The major characteristics of cerebral palsy include lack of muscle control, spastic movements, delayed or lack of speech control, and poor posture. This is due to damage in the brain which occurs at some point during neurological development, generally in utero. Those with the condition often walk with a limp or cannot walk at all, have malformed hands or slurred speech, or may display jerky movements when trying to complete everyday activities.
Characteristics of cerebral palsy do not improve over time in most cases. Sufferers can often learn to do the same things as any other child, such as walk and talk, but they may do them in a slightly different manner than most. The abilities of each individual can vary widely, as there are drastic differences in those with mild forms of the condition and those with severe forms.
Some individuals with cerebral palsy may be wheelchair bound, have trouble speaking and communicating, and may even be slower to learn things than average. Others will only have a slight limp while walking or less muscle control. Sometimes mildly jerky movements can be improved with daily exercises of the affected area. Exercise is important for anyone who displays characteristics of cerebral palsy, as muscles can eventually atrophy if not used for long periods of time.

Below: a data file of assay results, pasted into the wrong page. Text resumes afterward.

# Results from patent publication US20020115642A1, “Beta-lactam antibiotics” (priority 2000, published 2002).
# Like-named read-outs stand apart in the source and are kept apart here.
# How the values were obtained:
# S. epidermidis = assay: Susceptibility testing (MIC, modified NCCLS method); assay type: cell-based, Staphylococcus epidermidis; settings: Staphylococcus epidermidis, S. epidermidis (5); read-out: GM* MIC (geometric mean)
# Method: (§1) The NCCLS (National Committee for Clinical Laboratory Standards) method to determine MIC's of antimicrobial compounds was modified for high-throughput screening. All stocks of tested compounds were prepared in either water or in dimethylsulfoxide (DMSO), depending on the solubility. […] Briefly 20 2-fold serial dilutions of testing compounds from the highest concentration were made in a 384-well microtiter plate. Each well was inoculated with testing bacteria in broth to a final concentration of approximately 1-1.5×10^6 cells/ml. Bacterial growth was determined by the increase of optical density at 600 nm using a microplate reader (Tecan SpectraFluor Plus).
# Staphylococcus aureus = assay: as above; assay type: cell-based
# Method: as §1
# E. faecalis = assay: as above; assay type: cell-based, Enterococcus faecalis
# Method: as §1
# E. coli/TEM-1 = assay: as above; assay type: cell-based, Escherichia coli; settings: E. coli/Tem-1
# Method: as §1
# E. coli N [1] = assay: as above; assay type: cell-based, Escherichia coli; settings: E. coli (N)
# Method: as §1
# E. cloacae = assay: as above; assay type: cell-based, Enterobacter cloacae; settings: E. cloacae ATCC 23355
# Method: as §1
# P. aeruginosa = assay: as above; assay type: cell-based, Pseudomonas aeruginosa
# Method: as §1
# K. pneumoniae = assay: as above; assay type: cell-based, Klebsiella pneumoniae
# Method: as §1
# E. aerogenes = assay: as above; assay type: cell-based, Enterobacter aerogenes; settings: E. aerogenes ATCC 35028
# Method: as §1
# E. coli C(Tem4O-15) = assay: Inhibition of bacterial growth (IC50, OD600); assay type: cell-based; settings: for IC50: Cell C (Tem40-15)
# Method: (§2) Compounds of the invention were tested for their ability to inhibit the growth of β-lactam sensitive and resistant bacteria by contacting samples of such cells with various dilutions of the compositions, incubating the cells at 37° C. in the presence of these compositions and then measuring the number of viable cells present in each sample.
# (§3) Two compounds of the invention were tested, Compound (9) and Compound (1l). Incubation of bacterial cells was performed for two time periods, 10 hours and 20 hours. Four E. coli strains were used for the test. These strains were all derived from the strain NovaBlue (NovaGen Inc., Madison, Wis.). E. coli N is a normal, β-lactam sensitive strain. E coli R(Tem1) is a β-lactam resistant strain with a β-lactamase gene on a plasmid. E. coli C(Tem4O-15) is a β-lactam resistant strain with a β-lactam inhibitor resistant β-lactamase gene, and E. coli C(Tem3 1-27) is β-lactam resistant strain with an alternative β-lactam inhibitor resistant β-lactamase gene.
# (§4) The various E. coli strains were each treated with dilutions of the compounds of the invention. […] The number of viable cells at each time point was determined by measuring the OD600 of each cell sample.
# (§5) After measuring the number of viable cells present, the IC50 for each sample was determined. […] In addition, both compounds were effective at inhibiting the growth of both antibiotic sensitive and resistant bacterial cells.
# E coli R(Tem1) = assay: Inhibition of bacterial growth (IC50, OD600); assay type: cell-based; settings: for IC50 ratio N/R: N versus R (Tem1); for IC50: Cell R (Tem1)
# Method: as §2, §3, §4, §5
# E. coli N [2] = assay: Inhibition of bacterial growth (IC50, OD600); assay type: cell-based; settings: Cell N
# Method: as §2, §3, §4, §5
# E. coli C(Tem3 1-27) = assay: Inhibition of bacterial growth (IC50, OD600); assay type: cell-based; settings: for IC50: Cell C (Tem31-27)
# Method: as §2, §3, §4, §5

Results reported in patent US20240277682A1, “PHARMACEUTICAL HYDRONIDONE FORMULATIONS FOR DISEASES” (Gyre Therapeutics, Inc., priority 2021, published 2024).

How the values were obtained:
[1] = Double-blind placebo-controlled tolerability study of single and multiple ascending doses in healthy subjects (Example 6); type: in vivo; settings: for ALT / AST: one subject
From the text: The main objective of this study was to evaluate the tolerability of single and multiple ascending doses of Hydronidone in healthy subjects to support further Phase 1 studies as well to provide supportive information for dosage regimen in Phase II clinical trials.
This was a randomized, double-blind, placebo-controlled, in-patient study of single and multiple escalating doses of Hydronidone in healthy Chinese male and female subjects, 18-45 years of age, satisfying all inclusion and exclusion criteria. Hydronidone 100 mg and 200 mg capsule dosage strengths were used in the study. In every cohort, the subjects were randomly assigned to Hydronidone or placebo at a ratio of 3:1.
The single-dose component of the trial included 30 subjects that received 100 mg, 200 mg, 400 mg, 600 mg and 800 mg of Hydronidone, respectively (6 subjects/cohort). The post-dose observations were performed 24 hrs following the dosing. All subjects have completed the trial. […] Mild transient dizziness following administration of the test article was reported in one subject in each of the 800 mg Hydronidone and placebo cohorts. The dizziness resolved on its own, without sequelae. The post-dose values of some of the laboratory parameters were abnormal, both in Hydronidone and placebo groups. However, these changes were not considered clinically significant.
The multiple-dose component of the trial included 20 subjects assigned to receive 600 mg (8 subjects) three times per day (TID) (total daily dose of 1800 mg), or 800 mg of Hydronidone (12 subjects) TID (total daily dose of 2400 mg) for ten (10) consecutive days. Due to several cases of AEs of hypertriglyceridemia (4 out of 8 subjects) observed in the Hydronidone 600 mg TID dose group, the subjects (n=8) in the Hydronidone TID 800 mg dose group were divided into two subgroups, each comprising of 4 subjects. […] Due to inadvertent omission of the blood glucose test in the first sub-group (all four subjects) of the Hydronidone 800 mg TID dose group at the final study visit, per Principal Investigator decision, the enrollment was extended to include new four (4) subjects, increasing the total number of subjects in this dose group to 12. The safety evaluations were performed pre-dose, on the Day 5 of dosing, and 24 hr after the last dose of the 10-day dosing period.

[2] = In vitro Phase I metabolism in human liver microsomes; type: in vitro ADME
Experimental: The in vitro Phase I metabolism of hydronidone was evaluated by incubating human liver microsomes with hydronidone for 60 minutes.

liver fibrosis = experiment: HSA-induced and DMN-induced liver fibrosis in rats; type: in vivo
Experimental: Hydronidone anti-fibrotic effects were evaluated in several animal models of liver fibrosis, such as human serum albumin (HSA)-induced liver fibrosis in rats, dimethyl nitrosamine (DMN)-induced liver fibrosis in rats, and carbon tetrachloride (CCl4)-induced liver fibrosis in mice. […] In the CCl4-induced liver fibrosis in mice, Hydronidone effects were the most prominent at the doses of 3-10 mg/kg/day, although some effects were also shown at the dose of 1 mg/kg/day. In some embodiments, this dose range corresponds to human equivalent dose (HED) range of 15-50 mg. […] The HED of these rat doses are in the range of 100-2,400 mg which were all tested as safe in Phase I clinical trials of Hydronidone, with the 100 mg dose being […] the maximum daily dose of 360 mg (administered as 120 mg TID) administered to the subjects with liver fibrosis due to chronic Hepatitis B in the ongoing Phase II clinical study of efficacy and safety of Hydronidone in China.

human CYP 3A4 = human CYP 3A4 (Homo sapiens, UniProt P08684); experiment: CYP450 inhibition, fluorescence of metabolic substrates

The level at which characteristics of cerebral palsy affect a person’s ability to live a normal life will depend on the severity of the condition. Many patients become highly productive members of society with few limitations, while others may need to be cared for the duration of their lives. Muscle strength can be improved to some degree, but those with extremely severe forms of the condition may show little improvement beyond a certain point.
In many cases, characteristics of cerebral palsy may be evident from a very young age. This is ideal because children who receive treatment and are encouraged to exercise early generally do better long term than those who don’t. There may be no way of knowing the severity of the condition until the child grows and matures. Parents are generally encouraged to help their children exercise and play as normally as possible during this time to encourage as much muscle strength as possible.
Additional medical care may be needed for those with very severe forms of cerebral palsy. These individuals may have decreased cognitive function, no control over muscles like the bowel or bladder, and may have additional health problems. Early intervention and treatment is the best course of action.